Prime Minister Narendra Modi’s absence was understandable as he faces crucial state and then parliamentary elections.
At the 73rd session of the United Nations General Assembly (UNGA), India’s external affairs minister Sushma Swaraj and Pakistan’s foreign minister Shah Mahmood Qureshi spoke on Saturday, September 29 — Ms Swaraj first and Mr Qureshi later in the afternoon. They had shared concerns about threats to multilateralism, climate change, and a weakened United Nations, etc, but on bilateral relations, terrorism, questions related to Saarc and Kashmir, a wide chasm separated them.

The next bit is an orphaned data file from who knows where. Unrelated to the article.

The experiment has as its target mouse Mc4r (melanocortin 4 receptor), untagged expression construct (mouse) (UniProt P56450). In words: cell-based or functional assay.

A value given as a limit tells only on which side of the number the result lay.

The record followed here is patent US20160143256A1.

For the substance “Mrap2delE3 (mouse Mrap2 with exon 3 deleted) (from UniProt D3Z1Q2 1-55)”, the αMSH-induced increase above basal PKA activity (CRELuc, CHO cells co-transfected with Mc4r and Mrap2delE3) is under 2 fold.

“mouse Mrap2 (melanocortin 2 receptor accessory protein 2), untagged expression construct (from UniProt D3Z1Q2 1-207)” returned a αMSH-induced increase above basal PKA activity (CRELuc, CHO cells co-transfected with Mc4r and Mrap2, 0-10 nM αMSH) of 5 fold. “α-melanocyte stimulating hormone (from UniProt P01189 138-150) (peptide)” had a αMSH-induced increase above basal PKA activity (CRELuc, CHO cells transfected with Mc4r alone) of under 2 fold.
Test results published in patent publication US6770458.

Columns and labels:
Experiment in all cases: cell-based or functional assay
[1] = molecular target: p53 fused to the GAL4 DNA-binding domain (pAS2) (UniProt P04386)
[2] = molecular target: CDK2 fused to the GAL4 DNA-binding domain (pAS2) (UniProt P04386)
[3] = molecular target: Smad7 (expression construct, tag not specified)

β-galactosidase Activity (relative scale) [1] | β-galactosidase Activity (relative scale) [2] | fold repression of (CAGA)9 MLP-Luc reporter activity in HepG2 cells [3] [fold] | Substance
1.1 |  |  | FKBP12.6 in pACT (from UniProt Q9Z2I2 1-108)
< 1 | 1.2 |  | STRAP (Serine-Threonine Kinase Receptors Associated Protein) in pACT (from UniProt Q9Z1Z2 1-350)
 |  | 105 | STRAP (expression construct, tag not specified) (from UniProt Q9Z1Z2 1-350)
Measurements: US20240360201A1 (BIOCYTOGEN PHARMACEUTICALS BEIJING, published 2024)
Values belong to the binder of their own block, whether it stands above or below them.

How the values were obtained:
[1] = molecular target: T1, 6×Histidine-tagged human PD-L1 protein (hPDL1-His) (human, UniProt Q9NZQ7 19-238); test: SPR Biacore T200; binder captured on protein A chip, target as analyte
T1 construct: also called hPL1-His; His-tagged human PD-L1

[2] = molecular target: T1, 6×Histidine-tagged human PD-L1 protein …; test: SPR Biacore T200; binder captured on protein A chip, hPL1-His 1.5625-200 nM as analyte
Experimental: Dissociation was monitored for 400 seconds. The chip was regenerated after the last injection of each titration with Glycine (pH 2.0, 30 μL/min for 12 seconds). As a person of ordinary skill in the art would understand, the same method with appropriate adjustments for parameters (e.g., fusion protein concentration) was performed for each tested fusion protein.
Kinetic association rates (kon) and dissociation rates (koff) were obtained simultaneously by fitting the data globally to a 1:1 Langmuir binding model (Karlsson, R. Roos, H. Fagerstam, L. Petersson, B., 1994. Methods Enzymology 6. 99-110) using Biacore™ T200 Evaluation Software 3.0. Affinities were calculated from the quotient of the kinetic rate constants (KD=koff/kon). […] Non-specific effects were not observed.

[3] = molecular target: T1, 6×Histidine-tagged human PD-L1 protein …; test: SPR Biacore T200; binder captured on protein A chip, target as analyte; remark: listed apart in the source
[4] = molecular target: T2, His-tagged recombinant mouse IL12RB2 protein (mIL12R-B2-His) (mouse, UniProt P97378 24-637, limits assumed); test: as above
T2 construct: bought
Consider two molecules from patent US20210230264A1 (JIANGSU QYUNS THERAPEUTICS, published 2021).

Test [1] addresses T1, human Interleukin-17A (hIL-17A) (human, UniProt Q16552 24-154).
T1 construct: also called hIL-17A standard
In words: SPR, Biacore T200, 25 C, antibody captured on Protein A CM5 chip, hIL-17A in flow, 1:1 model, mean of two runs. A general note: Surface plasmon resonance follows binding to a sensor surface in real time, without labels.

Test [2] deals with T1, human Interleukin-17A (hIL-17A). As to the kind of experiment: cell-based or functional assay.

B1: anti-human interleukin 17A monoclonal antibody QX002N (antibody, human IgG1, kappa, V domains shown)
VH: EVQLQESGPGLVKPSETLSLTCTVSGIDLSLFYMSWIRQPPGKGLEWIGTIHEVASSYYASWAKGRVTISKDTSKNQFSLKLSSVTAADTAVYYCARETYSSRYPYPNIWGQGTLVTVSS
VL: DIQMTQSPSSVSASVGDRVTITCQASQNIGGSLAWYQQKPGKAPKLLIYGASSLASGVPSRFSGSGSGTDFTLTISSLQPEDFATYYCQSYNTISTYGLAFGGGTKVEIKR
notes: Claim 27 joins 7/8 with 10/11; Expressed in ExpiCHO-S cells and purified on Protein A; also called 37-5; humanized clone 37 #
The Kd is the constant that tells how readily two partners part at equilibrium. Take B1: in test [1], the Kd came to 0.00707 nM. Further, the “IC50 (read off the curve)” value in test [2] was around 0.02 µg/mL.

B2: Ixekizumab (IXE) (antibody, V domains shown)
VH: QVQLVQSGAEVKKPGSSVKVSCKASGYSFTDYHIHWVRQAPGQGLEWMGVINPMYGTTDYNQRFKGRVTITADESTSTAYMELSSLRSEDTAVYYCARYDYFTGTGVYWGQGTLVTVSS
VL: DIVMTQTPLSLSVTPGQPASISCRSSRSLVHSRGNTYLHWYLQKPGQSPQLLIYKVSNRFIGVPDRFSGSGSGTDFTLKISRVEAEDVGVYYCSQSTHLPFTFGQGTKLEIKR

Prime Minister Narendra Modi’s absence was understandable as he faces crucial state and then parliamentary elections. New Pakistan PM Imran Khan’s absence was interpreted as signalling that his focus remained on vital domestic issues. A Pakistani source, in confidence, attributed it to his wife and spiritual adviser Begum Bushra forbidding travel across the oceans. The danger, if any, lurks on the South Asian subcontinent, as the BJP leadership ratchets up jingoism in the face of jobless growth and spiralling oil prices. After leaders exchanged rather civil, if not warm, communications, India abruptly cancelled the New York meeting of the foreign ministers, and Mr Qureshi described the third-time cancellation of the bilateral talks as being on “flimsy grounds”.